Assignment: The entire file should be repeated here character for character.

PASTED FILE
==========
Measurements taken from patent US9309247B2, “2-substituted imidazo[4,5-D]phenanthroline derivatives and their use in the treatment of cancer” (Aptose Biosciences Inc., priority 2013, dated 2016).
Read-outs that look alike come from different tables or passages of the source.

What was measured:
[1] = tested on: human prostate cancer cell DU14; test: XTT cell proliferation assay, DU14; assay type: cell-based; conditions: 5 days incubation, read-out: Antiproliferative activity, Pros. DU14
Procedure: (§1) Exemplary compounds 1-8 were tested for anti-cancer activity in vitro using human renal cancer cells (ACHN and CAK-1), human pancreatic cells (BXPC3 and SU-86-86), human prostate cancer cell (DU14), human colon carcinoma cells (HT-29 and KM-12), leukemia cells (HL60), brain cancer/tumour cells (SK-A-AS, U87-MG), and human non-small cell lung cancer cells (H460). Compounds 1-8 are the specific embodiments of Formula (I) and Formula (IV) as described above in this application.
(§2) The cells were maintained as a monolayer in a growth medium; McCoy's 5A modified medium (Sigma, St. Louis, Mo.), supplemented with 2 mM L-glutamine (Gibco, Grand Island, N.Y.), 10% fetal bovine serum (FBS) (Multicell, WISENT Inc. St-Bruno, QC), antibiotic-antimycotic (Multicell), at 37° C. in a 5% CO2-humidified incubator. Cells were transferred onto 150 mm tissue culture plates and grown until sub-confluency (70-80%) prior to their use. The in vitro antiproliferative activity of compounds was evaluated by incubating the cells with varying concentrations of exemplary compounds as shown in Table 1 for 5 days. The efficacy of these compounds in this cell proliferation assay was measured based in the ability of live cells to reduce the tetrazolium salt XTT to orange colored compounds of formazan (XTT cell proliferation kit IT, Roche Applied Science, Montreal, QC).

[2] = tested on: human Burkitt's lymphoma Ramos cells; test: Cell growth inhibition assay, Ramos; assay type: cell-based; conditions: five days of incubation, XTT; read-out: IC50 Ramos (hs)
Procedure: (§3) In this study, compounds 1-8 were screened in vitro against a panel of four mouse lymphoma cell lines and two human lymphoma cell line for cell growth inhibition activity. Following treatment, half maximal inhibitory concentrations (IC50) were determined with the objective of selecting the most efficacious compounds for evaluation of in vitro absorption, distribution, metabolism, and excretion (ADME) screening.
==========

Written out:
Measurements taken from patent US9309247B2, “2-substituted imidazo[4,5-D]phenanthroline derivatives and their use in the treatment of cancer” (Aptose Biosciences Inc., priority 2013, dated 2016).
Read-outs that look alike come from different tables or passages of the source.

What was measured:
[1] = tested on: human prostate cancer cell DU14; test: XTT cell proliferation assay, DU14; assay type: cell-based; conditions: 5 days incubation, read-out: Antiproliferative activity, Pros. DU14
Procedure: (§1) Exemplary compounds 1-8 were tested for anti-cancer activity in vitro using human renal cancer cells (ACHN and CAK-1), human pancreatic cells (BXPC3 and SU-86-86), human prostate cancer cell (DU14), human colon carcinoma cells (HT-29 and KM-12), leukemia cells (HL60), brain cancer/tumour cells (SK-A-AS, U87-MG), and human non-small cell lung cancer cells (H460). Compounds 1-8 are the specific embodiments of Formula (I) and Formula (IV) as described above in this application.
(§2) The cells were maintained as a monolayer in a growth medium; McCoy's 5A modified medium (Sigma, St. Louis, Mo.), supplemented with 2 mM L-glutamine (Gibco, Grand Island, N.Y.), 10% fetal bovine serum (FBS) (Multicell, WISENT Inc. St-Bruno, QC), antibiotic-antimycotic (Multicell), at 37° C. in a 5% CO2-humidified incubator. Cells were transferred onto 150 mm tissue culture plates and grown until sub-confluency (70-80%) prior to their use. The in vitro antiproliferative activity of compounds was evaluated by incubating the cells with varying concentrations of exemplary compounds as shown in Table 1 for 5 days. The efficacy of these compounds in this cell proliferation assay was measured based in the ability of live cells to reduce the tetrazolium salt XTT to orange colored compounds of formazan (XTT cell proliferation kit IT, Roche Applied Science, Montreal, QC).

[2] = tested on: human Burkitt's lymphoma Ramos cells; test: Cell growth inhibition assay, Ramos; assay type: cell-based; conditions: five days of incubation, XTT; read-out: IC50 Ramos (hs)
Procedure: (§3) In this study, compounds 1-8 were screened in vitro against a panel of four mouse lymphoma cell lines and two human lymphoma cell line for cell growth inhibition activity. Following treatment, half maximal inhibitory concentrations (IC50) were determined with the objective of selecting the most efficacious compounds for evaluation of in vitro absorption, distribution, metabolism, and excretion (ADME) screening.